An Island Community

Lobster traps on a float in island cove
An Island Cove
Our summer Island escape is a magical place where beautiful vistas appear around every corner. It’s a place where neighbors watch out for each other and people drop in to say hello and have a cup of coffee or tea. On a neighbor’s garage is a hand lettered sign that says, “If you don’t have 20 minutes, don’t stop!”
In some ways people on the Island are protected. Anyone who comes to the Island has to take a boat or airplane, and is visible upon arrival. The boat crews on the commercial ferries know the locals who commute to town for work or to gather supplies in town.
When a couple of 11 and 12-year-olds from the mainland decided to take a little trip on the commercial ferry to the Island without their parents’ permission, a neighbor was there to take them under her wing, call their parents, and assure them the children would be back on the next boat a few hours later.
On the Fourth of July, families and Island organizations decorate Island beaters (cars and trucks that are well rusted, or soon will be from the salt air), kids decorate bicycles with crepe paper, and summer “clown school” graduates parade the length of the Island, throwing candy, hooting and hollering along with the vocal spectators. Everyone ends up at a picnic, where one can buy hot dogs, hamburgers, lobster rolls, whoopee pies, and other homemade desserts. Games follow lunch — three-legged and burlap bag races among others. The most popular game is the greased pole with dollar bills stuck to the wooden bark-free sides and going up in value as they reach the very top of the pole. It’s a time to let go and celebrate something much larger than ourselves.
There’s an historical society museum where you can learn about the stone sloop industry of the 1800s. Men hauled quarried granite in sailing vessels called sloops, from Maine to Boston, New York City, and beyond, used to build hotels and sky scrapers. You can see photos of fishermen and lobstermen earning a living in one of the toughest and most dangerous of jobs. You can see photos of those who lost their lives at sea.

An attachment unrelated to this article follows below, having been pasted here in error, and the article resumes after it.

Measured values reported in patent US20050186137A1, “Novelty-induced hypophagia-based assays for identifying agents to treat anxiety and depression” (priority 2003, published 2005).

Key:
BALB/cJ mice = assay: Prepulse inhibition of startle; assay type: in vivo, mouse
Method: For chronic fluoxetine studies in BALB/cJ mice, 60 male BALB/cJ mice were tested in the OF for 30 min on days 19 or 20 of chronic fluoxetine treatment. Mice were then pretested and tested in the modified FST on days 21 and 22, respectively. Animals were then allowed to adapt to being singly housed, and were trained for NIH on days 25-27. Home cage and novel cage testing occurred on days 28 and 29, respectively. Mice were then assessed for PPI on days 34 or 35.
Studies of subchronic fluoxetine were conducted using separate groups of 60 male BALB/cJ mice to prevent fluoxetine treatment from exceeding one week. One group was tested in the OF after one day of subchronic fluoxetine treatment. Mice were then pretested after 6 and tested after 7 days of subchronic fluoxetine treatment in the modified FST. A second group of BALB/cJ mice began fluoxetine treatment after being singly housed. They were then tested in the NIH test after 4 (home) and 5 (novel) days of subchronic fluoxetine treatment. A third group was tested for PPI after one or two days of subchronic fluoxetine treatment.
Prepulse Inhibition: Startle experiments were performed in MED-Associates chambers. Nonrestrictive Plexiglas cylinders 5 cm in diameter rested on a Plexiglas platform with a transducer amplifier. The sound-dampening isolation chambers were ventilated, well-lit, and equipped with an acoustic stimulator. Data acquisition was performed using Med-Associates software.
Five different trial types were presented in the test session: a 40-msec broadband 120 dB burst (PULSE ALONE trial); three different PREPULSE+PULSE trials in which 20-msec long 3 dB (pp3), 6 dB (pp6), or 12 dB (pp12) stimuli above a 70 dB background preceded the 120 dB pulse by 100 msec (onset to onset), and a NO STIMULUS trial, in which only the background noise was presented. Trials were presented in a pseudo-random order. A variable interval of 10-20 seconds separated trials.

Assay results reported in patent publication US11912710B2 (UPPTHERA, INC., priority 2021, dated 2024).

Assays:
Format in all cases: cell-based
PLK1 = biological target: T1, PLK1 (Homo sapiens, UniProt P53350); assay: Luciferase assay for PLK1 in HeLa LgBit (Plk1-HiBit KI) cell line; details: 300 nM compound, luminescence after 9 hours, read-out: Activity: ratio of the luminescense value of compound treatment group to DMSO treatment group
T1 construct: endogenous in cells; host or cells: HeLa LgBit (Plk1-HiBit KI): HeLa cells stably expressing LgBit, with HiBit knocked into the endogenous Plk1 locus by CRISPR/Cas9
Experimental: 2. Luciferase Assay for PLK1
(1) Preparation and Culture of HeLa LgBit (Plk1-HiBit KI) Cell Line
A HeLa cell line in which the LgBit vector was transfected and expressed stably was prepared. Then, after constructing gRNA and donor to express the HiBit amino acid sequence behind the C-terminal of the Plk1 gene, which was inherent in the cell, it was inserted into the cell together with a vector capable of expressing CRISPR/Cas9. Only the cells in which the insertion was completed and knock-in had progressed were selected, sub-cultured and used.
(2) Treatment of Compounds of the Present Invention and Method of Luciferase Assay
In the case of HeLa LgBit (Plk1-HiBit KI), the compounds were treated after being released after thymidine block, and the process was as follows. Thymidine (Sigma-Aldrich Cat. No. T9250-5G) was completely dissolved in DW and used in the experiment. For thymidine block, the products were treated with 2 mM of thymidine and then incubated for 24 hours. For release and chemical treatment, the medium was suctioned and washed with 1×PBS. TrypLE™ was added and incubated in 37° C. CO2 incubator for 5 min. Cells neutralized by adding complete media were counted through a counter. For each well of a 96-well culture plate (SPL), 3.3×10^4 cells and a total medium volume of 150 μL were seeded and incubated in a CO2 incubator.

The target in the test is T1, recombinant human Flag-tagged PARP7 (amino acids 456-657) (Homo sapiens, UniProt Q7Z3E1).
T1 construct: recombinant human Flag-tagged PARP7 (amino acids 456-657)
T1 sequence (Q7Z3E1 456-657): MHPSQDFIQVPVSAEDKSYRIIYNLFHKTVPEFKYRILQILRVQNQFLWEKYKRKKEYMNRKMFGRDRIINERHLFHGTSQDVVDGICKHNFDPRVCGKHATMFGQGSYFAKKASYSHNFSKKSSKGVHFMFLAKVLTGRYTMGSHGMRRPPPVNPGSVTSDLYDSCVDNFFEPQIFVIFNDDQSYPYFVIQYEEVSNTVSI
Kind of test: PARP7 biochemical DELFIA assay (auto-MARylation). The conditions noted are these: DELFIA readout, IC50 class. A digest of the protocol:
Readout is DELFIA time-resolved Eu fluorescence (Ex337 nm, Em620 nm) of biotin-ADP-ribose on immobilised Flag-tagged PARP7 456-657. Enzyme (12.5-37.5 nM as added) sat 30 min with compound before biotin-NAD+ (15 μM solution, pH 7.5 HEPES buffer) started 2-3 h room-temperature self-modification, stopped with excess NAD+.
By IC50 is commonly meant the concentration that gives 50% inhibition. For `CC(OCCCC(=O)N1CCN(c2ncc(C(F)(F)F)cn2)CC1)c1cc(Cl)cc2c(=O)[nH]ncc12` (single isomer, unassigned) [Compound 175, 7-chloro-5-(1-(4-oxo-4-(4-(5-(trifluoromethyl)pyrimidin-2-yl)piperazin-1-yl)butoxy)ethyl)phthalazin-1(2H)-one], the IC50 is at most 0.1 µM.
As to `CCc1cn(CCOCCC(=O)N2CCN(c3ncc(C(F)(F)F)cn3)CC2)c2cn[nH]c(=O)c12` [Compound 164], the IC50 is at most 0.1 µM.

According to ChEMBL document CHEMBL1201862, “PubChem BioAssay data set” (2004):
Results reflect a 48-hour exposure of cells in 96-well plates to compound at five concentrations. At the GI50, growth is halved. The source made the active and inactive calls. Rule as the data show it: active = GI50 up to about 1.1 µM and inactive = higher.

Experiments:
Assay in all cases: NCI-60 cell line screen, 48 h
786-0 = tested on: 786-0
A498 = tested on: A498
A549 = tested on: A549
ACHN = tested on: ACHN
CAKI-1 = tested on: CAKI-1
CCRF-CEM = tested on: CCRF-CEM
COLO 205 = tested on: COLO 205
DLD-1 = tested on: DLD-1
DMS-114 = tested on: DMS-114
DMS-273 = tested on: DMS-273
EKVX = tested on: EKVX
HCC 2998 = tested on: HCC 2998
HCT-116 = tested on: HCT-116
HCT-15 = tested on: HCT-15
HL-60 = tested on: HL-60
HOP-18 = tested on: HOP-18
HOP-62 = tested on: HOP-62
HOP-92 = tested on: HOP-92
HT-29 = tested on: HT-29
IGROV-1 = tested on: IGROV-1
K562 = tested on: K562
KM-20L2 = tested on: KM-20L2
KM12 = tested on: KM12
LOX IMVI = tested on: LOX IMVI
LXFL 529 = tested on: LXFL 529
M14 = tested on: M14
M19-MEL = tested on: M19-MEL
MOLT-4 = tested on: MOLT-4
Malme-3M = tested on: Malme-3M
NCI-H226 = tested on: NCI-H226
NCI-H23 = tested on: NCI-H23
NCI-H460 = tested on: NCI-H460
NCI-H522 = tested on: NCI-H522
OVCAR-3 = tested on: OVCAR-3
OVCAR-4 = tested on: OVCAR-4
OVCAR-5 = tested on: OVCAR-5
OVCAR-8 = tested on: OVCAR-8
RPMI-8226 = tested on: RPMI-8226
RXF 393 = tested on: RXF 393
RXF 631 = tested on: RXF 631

When our friend, Tom, was 15 he worked as the “stern man” on a lobster boat. One day his foot caught in the rope, and he was about to go over the stern with the traps when the lobsterman piloting the boat saw him and cut the engine. He said that if he’d gone overboard he would have been dead,  probably hitting his head on the way over. Without a sharp knife, he’d have no way to untangle his foot from the weighted rope. The watchful eye of the lobsterman saved his life.
This Island community isn’t as idyllic as it may sound. At one time there was a feud between two people, one from each end of the Island. It split the Island in two — the East and West ends. People still talk and even joke about it today. In any community there are disagreements and transgressions. But Islanders have to sit with each other on the ferry going back and forth to the mainland each day. They run into each other at the one small Island grocery store, and they still depend on each other.
Two couples who had been good friends and neighbors for years had a dispute over land and afterwards never spoke to each other again — on the boat, in the store, or on the path to the beach. Later in life, one of them developed Alzheimer’s. The estranged neighbor found him wandering on a path one day in the woods and feared for his safety. Putting their differences aside, he knocked on the man’s door and alerted the wife, who brought her wandering husband safely home.
There are island communities all across the US, like our small Maine Island, where people watch out for and protect each other. They gather to share celebrations, special events, history, stories, funerals, and homemade meals. They get to know their neighbors, understand their challenges, and live side by side in peace, despite their differences. 
Photo by Betsy Hanscom